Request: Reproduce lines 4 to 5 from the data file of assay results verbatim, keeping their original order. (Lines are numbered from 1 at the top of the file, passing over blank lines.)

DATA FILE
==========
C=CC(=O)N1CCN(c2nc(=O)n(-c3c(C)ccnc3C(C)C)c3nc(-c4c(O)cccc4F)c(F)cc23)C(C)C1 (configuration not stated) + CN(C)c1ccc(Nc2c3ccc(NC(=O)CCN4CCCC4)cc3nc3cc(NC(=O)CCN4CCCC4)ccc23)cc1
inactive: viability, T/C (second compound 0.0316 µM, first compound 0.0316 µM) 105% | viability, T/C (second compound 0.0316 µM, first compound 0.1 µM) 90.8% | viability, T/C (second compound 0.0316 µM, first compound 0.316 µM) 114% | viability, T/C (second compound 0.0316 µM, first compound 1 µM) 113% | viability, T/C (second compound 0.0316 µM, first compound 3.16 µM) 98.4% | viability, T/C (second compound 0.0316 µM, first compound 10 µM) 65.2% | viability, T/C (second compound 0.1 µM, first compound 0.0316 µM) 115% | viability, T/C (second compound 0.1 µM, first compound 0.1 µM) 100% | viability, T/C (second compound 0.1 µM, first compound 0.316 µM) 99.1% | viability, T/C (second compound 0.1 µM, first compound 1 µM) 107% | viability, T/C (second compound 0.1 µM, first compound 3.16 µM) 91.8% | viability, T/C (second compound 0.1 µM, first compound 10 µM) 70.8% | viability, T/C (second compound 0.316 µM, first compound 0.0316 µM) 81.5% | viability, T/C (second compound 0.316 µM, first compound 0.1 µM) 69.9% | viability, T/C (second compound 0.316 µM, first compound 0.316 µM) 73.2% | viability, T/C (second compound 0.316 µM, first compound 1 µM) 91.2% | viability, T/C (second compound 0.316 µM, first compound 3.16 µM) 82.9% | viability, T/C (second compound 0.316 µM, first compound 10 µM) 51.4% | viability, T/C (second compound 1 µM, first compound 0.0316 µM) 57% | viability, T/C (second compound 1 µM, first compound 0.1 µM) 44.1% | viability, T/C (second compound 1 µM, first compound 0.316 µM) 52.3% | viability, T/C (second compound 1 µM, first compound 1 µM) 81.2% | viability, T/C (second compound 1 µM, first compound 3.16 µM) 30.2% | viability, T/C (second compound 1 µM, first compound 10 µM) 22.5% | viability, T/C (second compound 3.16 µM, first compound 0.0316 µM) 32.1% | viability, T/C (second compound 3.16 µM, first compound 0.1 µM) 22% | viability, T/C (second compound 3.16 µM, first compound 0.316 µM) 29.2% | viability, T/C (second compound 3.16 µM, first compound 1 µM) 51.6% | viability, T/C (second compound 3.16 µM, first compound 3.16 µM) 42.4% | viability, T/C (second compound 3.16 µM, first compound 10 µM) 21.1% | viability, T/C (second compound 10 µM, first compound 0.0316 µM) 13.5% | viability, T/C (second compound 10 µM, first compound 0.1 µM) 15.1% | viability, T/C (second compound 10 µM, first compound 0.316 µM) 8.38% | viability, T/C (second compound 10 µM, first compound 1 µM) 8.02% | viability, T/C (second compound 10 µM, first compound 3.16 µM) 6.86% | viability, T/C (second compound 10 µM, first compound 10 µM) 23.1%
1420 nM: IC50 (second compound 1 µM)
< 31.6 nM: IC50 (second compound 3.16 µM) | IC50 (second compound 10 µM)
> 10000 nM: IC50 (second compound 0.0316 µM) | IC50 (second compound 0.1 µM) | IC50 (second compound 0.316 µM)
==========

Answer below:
< 31.6 nM: IC50 (second compound 3.16 µM) | IC50 (second compound 10 µM)
> 10000 nM: IC50 (second compound 0.0316 µM) | IC50 (second compound 0.1 µM) | IC50 (second compound 0.316 µM)